The former head of the encryption unit at Barclays Bank has denied charges that he threatened to expose security weaknesses in the computer system protecting Britain's eight million Barclaycard holders unless £25 million was paid to 14 named individuals, including himself.
In court proceeedings at the Old Bailey, a jury has heard that Graham Browne, who worked at one of the computer centres for the Barclaycard operation at Radbroke Hall near Chester, attempted to blackmail the bank after becoming disillusioned with his work and quitting his job last year.
Browne has denied the charges and says his threats to reveal encryption codes was "a joke". He says he only intended to expose lapse security standards at the bank.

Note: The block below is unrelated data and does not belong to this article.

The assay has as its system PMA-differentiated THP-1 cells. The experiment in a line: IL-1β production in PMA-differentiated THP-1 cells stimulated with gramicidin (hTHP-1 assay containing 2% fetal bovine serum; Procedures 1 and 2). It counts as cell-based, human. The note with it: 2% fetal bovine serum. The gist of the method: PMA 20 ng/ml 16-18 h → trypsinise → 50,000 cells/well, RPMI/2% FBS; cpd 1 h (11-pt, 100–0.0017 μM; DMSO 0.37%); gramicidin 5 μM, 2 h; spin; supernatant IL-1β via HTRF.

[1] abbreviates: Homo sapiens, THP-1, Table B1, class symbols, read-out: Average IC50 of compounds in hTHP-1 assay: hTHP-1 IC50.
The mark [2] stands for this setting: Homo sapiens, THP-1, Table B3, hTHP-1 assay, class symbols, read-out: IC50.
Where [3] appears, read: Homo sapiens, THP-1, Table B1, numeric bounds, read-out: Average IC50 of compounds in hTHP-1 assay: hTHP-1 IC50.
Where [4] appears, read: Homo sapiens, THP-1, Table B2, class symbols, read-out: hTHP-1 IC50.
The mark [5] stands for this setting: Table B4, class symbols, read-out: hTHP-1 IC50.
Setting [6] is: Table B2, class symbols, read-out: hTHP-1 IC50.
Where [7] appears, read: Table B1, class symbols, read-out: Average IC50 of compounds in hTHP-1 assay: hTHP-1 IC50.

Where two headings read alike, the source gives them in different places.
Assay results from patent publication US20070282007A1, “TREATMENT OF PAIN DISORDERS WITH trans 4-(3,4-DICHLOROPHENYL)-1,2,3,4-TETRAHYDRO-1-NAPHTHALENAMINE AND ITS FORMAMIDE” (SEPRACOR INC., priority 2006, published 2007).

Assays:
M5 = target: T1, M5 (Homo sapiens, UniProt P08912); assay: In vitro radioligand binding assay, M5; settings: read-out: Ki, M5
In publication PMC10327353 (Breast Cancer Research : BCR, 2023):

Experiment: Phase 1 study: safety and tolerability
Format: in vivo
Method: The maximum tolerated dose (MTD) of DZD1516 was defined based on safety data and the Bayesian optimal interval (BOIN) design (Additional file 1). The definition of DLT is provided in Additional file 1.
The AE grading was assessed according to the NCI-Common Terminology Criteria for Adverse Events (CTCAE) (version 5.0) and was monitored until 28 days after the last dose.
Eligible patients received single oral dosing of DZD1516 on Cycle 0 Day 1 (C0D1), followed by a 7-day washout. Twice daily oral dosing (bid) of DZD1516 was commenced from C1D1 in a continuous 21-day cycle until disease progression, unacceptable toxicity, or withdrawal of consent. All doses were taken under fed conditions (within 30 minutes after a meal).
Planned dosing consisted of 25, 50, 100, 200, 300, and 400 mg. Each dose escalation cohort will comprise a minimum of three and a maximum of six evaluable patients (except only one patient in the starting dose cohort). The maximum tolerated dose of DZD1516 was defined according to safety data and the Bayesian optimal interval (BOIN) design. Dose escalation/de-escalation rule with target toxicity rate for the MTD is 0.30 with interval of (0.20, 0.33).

The jury heard that Browne (57) resigned his post after the bank turned down an application for voluntary redundancy in January 2000. Soon afterwards Barclays received the first of four e-mails threatening to reveal encryption codes which, if disclosed, would endanger the security of its debit and credit card operations. The letters demanded that 14 people received payments totalling £25 million.
Browne was arrested following an investigation by City of London police. Press and the public were barred from a preliminary hearing at City of London magistrates last October at the request of defense counsel.
The trial continues this week.